Is Bill de Blasio actually ready for Bernie?
Mr. de Blasio, the liberal Democratic mayor, heaped praise today on Vermont Sen. Bernie Sanders, a potential presidential contender and self-identified socialist–even though Mr. Sanders may end up opposing Hillary Clinton, another de Blasio ally.
“I have been for years and years, going back to his time as mayor of Burlington, Vermont, I’ve been a fan of his,” Mr. de Blasio told reporters. “He’s spoken about the issues of income inequality long, you know, before it was part of the core of the national [conversation]. So I give him a lot of respect for that and I’ll certainly look forward to talking to him more.”
Mr. de Blasio and Mr. Sanders, a Brooklyn native, were both at Rev. Al Sharpton’s National Action Network Convention in Manhattan today. Mr. de Blasio was seen whispering in Mr. Sanders’ ear when he appeared on stage with the veteran lawmaker, an independent and one of the most liberal elected officials in the country. The scene led Mr. Sharpton to joke that their whispering, rather than the discussion of civil rights and police reform, would garner tabloid headlines.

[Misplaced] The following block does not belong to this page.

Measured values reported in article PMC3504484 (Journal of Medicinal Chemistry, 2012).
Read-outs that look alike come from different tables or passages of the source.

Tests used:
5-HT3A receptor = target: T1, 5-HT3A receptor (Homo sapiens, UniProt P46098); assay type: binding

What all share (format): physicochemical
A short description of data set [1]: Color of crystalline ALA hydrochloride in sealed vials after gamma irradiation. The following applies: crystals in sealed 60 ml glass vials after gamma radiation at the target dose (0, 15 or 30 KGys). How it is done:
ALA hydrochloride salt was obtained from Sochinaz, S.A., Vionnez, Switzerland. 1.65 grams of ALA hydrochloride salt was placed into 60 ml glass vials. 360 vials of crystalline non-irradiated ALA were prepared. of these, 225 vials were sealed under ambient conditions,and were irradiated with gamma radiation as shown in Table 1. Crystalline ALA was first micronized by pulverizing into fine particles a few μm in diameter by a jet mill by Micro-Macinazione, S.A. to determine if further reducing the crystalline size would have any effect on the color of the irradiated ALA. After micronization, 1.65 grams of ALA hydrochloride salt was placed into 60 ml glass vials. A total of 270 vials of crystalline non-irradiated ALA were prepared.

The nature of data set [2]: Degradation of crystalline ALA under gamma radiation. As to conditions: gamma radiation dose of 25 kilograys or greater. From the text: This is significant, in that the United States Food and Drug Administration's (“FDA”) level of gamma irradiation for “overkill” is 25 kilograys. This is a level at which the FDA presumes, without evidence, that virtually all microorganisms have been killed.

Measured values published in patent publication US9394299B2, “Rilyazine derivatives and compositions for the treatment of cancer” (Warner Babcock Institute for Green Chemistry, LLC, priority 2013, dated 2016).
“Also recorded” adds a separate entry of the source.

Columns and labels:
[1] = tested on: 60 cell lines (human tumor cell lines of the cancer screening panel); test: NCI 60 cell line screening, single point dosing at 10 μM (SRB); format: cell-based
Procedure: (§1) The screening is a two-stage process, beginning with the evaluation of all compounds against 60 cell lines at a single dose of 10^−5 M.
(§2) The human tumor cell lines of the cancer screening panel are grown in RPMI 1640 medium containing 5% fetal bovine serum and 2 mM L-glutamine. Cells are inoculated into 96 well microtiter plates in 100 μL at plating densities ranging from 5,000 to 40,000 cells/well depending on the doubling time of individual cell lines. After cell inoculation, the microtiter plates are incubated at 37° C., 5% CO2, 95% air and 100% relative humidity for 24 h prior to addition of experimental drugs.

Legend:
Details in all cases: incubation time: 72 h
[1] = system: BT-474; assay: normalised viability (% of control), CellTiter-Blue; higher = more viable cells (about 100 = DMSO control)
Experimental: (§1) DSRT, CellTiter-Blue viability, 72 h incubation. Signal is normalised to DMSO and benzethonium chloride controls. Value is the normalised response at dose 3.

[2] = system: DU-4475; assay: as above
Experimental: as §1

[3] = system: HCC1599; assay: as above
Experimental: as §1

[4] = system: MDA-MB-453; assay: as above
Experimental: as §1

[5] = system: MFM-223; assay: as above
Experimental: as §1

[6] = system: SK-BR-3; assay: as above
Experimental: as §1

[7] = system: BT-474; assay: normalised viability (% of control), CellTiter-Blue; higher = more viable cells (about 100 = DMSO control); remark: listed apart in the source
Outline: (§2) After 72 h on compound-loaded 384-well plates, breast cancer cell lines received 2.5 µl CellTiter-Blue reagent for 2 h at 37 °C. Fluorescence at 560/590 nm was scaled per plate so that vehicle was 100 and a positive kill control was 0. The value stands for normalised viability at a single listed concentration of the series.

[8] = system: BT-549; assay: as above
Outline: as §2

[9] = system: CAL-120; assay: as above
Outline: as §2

Like Mr. Sanders, Mr. de Blasio is trying to make himself a leading voice on progressive issues like income inequality. The mayor, unlike Mr. Sanders, is ensconced in the Democratic establishment, having managed Ms. Clinton’s 2000 campaign for the U.S. Senate. Ms. Clinton, who is expected to announce her presidential campaign as soon as this month, is likely to receive the backing of Mr. de Blasio, but the Democratic mayor implied that Ms. Clinton, derided by some liberals as too centrist, must take up progressive causes to receive his unequivocal support.
“Until she makes a formal decision, I won’t speak about her as a candidate,” Mr. de Blasio said today. “A broad point would be that all candidates should speak to the issue of income inequality.”
“I think this is what’s being felt so deeply around this country and I think a forthright message on how we will address economic unfairness and create a more balanced society again in terms of economic opportunity is absolutely necessary for anyone running at this point for 2016,” he added.
Jillian Jorgensen contributed reporting.